Every six months or so, I go on retreat with a few writers. We choose someplace quiet, near water if possible, and always when it is a good time of the year to sit outside. The stated goal is to put as many words into the story as possible, but so far, that hasn’t happened.
Instead, what I gain during a Retreat is a better sense of myself.
And I need that. It is easy to lose sight of the reason I write.
Let me explain: Books are part of the entertainment industry. I write commercial fiction so I’m swimming in the mainstream. That need to satisfy the vagaries of selling can sometimes chomp away at a story-telling soul. At the very least, the stories we tell ourselves about ourselves start to trend negative.
A retreat simply puts me back in touch with that soul. I take time for myself and to bounce ideas around without second-guessing myself because I’m with other writers, writers I trust.
I used to attend a retreat organized by a large group of writers. Close to a hundred of us would gather at an old inn built on a cliff where two rivers meet. Hawks and sometimes an eagle would soar the air currents above the clashing waters. The sight could have have recharged anyone’s energy . . . but the conversations in the bar reminded me that I’m not alone, gave me fresh points of view, and celebrated the story teller inside each and every one of us. It takes courage to write a book and put it out there. I would walk away from that retreat empowered, and it had nothing to do with industry leads or income comparisons. I was a storyteller and as mighty as one of those hawks sailing high above those Shenandoah waters.
Let us never forget, the fresh ideas, the amazing characters, the pushing of genre boundaries that delight readers doesn’t come from marketing departments or even off editorial desks. It begins with a writer having a glimmer of an idea. Of feeling free enough to turn that idea around in her head, to examine it, trust it, and then let words do the rest. Encouragement from my peers has helped shape my most powerful characters.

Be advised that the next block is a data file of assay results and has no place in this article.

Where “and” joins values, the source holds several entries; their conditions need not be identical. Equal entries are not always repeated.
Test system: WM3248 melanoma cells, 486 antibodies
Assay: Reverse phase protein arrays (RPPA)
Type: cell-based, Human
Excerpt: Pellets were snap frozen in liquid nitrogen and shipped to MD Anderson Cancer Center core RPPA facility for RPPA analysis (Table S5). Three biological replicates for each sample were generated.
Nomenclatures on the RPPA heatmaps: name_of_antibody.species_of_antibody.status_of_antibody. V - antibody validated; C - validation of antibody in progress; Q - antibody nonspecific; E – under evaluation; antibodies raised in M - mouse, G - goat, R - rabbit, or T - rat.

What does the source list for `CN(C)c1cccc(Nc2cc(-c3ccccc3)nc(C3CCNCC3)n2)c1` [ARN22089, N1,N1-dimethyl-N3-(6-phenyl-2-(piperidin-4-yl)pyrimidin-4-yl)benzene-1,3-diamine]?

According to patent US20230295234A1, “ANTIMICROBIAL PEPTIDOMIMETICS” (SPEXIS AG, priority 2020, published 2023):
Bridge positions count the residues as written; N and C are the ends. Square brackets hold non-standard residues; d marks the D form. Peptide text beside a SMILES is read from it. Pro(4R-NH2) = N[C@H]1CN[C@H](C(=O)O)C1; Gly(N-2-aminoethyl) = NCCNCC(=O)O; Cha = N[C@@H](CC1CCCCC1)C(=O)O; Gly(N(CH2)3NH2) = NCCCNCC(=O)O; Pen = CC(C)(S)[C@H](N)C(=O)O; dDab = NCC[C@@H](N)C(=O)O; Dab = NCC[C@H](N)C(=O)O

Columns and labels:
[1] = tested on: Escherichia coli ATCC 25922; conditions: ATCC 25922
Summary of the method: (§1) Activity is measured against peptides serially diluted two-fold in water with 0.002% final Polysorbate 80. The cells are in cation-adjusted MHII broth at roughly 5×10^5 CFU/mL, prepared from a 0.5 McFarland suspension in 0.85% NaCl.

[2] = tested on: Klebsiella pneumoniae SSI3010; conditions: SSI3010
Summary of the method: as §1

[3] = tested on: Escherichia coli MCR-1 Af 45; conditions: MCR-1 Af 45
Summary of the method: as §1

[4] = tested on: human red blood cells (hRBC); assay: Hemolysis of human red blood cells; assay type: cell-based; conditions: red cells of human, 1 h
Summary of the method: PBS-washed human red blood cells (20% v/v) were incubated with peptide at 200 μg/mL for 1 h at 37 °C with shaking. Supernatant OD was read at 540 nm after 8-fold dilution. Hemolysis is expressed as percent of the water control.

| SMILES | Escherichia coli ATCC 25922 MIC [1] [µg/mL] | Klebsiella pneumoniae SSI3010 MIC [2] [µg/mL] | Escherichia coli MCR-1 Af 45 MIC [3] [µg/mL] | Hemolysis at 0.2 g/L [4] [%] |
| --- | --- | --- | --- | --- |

But the days of the big retreat are over. Writers still gather, but more for marketing and industry discussions. Those conferences have their place . . . .but I must have a haven in a world that is often too brusque with creatives.
So I go on retreat with a small group of trusted writers/friends. We hash out stories, we think about readers, we encourage each other to push on.
Retreats aren’t just for writers. When we take time for them, they can replenish the soul of any group whether it be clergy or executives or educators or just people who need to drop out for a bit.
What did I pick up on this season’s retreat that will stay with me? One is a renewed respect for my genre. There are so many facets to romance that I don’t think I will ever tire of it. Also the reinforcement to listen to the story in my head. To trust myself. After almost thirty years in this business, I still need to hear those affirmations. Including this one—that it is a gift to be able to rub shoulders with writers.
Life is very good indeed.